Egypt's ISPs fight fierce competition
The recent merger of Link Egypt and InTouch, two of Egypt's major Internet service providers (ISPs), has shaken the Egyptian ISP market, according to Al Ahram Weekly. The merger, which resulted in the creation of LinkdotNet, has motivated several ISPs to follow suit. Other ISPs are still pondering the results of the merger, worried it might put them out of business.
"Small ISPs, especially, are finding it increasingly difficult to operate and compete in the midst of large companies operating in the market," said Hisham Abdel-Fattah, marketing manager at Internet Egypt, the country's first privately owned ISP.
He added that he doubts other ISPs will be established in the near future due to the fierce competition and the high cost of the advanced technology an ISP requires. "To establish an ISP the minimum bandwidth needed is 6 mega-bytes which is very expensive to acquire," Abdel-Fattah said.
A wide bandwidth connection is essential to providing fast service. He added that "a company must provide Internet services at a low price, making it difficult to cover its start-up costs, not to mention realizing profits."
Abdel-Fattah expects that the future of ISPs depends on the development of e-commerce in Egypt. He predicts that the provision of Internet access will become less expensive and "the [ISP] companies will eventually depend on commissions from on-line commercial transactions."
The Egyptian Internet market, which was initiated a few years ago by the Cabinet Information and Decision Support Center (IDSC), is estimated to comprise an estimated 67 ISPs, serving 50,000 Internet subscribers. The number of subscribers is increasing at an annual rate of 30 percent.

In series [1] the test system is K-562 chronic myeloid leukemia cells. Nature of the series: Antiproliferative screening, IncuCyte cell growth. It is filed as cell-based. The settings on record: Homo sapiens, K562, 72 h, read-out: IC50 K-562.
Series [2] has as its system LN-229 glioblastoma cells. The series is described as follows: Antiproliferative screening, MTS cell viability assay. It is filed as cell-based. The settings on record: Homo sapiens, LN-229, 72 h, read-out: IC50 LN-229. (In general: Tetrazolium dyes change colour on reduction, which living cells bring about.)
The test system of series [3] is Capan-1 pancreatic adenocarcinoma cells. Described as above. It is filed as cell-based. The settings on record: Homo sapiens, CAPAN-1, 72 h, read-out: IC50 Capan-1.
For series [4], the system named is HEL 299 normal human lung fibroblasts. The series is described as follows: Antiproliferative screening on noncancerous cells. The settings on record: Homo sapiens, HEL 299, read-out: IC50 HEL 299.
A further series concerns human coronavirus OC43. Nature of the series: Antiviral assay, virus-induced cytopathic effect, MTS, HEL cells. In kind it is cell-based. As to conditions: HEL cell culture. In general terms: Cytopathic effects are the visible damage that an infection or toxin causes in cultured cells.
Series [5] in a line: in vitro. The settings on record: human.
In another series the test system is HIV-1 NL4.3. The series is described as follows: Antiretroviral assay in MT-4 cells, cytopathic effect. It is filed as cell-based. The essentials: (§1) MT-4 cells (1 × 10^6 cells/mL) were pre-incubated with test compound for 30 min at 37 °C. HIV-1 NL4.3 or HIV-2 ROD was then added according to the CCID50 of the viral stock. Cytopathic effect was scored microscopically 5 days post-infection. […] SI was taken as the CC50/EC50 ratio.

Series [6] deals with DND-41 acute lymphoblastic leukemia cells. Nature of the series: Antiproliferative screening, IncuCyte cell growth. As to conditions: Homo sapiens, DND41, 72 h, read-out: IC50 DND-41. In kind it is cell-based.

This annual growth rate is expected to rise further with the increased prevalence of the Internet in various aspects of daily life, according to Shahira Othman, business development assistant manager at Soficom, a privately owned Egyptian ISP.
"A few years ago, the Internet was a rare commodity. Now it is everywhere. It will probably become as popular as mobile phones within the next five years. Currently it is available at schools, universities and in many workplaces; everywhere, and it is proving to be indispensable," Othman said.
Explaining the challenges faced by ISPs, Othman emphasized speed and reliability. "ISPs compete to provide the best service at the highest speed. This is the only way to keep customers and develop and maintain a good reputation in the ISP market," Othman said.
For its part, the government is working to boost the Internet market by reducing prices for connection to the Internet to encourage the establishment of more ISPs. The aim is to meet the target of one million subscribers within the next few years.
Representatives of ISPs, however, are thinking about growth beyond the government's goal. “Egypt should be looking for more than that [one million subscribers]," according to Ahmed El-Sobki, marketing manager at Egypt for Information Technology, an Egyptian joint venture ISP.
Putting the percentage of subscribers in Egypt in an international context, El-Sobki said a few years ago that "the Israeli Knesset was in turmoil because the number of subscribers in Israel seemed low compared to other countries. Its ratio of Internet subscribers to the population is 1:10. In Scandinavia, the ratio is 1:4. However, in Egypt, we are aiming to reach a mere 1:60, [the ratio implied by the one million target] which is very small."
El-Sobki expects that the number of Internet subscribers in Egypt will double in the next few years. He added, however, that it is difficult to assess the actual number of Internet users. "One Internet dial-up connection might have many users. For example, if one family member obtains a dial-up connection, all family members can use it. Thus, it is estimated that the average ratio of Internet users to a single account is 8:1."
He added that the ISP market could accommodate more companies if some provide service outside of Cairo and Alexandria. The majority of ISPs are located in the country's two largest cities with almost no ISPs in other districts. — (Albawaba-MEBG)
© 2000 Mena Report (www.menareport.com)